But books are hard to write.
Books aren’t dead—hooray! But writing a book is still really hard. Despite technology’s inexorable advance, creating a book still calls to mind deeply solitary work—completed in a room of one’s own—and a superhuman ability to conjure up a world using only words.
That effort is still very real, but today, the author category includes a few more entrants. At MWS, we’ve seen an uptick in authors whose first calling isn’t books but business. These are thought leaders who want to write a book to develop ideas, communicate secrets, explain the stories that helped bring about their success, and establish a longer, more meaningful relationship with readers, clients, and colleagues.
For these authors, books function as a long-form (a very long form) business card. A book communicates a seriousness of passion, but it also displays depth of thought. A book can help communicate—by its very existence—a major commitment.
Over the past year, we’ve fielded queries from new entrepreneurs who want a book to substantiate legitimacy, from professionals poised to make late-in-life career shifts who need a book as a claim to belonging, and from authors who want to develop ideas into something that will sustain a series of speaking engagements.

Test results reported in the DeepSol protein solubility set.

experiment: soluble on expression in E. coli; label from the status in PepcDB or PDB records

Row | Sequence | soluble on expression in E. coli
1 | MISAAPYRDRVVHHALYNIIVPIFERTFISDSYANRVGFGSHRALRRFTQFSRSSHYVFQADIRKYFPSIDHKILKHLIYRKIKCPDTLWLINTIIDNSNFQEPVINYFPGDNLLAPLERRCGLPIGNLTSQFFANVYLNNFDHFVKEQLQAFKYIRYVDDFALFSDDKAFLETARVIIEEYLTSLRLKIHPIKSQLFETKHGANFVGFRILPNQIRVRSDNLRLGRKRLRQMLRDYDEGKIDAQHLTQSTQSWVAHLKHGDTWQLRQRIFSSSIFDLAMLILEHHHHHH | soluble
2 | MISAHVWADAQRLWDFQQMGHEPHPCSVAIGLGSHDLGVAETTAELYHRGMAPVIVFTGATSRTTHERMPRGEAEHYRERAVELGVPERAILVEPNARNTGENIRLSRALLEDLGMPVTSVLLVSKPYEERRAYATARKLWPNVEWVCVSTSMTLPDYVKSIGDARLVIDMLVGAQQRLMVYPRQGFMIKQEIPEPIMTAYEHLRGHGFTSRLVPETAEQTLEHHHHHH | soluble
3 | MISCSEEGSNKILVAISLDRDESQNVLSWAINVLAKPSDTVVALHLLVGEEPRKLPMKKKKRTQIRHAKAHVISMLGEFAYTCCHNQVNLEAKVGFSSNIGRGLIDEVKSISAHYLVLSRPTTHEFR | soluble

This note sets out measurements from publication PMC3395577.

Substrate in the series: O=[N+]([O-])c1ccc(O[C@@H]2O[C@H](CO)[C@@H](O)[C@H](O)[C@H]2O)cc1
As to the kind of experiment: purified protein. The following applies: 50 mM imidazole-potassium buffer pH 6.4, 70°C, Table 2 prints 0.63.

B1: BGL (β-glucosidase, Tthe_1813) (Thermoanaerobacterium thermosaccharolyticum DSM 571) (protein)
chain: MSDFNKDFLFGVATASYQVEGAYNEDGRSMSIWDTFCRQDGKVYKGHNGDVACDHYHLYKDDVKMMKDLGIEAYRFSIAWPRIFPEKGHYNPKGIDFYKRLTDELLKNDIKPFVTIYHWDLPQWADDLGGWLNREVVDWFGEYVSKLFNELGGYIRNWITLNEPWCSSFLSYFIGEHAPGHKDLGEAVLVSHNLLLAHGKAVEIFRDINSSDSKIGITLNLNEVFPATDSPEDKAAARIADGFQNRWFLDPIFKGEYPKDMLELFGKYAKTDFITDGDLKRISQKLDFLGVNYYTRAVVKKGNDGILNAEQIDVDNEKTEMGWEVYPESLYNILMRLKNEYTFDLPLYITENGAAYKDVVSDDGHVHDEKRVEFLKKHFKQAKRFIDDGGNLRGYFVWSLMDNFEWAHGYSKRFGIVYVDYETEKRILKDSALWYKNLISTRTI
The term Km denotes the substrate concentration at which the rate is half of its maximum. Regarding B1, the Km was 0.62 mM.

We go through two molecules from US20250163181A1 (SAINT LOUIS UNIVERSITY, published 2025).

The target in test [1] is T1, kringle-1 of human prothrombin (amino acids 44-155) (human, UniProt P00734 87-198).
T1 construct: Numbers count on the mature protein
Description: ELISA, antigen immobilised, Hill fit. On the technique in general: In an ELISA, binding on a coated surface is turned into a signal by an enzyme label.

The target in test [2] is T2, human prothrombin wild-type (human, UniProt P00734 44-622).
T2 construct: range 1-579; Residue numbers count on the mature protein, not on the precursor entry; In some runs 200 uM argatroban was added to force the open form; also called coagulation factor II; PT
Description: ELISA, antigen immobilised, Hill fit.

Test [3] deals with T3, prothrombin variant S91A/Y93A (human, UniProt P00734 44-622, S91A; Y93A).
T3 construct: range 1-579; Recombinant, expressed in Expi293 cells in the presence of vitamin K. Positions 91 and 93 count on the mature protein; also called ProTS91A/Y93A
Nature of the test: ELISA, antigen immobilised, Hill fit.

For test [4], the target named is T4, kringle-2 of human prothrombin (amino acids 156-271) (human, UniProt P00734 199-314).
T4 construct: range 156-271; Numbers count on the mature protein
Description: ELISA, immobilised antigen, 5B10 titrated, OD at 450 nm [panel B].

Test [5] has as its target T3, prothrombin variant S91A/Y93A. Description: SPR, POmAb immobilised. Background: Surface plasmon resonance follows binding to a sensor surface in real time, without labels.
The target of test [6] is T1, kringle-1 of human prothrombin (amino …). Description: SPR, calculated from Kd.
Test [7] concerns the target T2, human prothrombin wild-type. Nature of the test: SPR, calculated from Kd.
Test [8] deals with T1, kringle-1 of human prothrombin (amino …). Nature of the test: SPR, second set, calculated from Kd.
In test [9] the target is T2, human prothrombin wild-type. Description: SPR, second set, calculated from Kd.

These authors reach out to us because they don’t always have all the tools—for generating ideas, producing polished researched writing, facilitating publication, establishing distribution, creating a marketing plan, or repurposing book content—to produce a successful book.
Our work with these clients has given us some insight into the writers who are ready to become authors and the writers who aren't. In our next post, we’ll explain some of the differences between the two.
English PhD, former arts administrator, obsessive cook, native East Coaster, mom to two rabblerousers.
English PhD, former high school teacher, obsessive organizer, native Midwesterner, mom to three troublemakers.